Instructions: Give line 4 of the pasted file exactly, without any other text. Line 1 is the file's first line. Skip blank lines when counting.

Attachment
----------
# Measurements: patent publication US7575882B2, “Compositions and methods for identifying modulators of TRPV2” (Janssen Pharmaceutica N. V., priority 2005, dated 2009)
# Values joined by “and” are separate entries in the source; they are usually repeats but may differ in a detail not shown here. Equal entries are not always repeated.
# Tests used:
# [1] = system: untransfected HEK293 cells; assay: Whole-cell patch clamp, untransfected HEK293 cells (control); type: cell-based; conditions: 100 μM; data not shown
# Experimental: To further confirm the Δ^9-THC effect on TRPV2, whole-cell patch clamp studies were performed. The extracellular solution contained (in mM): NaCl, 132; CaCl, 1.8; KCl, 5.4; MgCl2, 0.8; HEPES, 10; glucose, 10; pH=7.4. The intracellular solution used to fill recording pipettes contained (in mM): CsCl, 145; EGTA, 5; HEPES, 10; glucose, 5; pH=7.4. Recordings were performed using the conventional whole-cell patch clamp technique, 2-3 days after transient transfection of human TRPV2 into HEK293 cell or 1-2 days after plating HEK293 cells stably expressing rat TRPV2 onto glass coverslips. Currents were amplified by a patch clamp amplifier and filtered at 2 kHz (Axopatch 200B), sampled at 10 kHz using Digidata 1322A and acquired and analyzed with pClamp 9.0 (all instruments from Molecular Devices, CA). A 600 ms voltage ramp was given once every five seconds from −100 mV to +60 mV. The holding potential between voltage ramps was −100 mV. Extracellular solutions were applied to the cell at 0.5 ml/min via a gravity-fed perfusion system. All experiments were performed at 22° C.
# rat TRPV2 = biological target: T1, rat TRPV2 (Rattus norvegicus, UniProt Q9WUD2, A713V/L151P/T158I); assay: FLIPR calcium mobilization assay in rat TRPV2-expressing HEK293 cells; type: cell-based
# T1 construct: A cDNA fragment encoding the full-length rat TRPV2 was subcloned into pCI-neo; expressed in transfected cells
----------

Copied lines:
# [1] = system: untransfected HEK293 cells; assay: Whole-cell patch clamp, untransfected HEK293 cells (control); type: cell-based; conditions: 100 μM; data not shown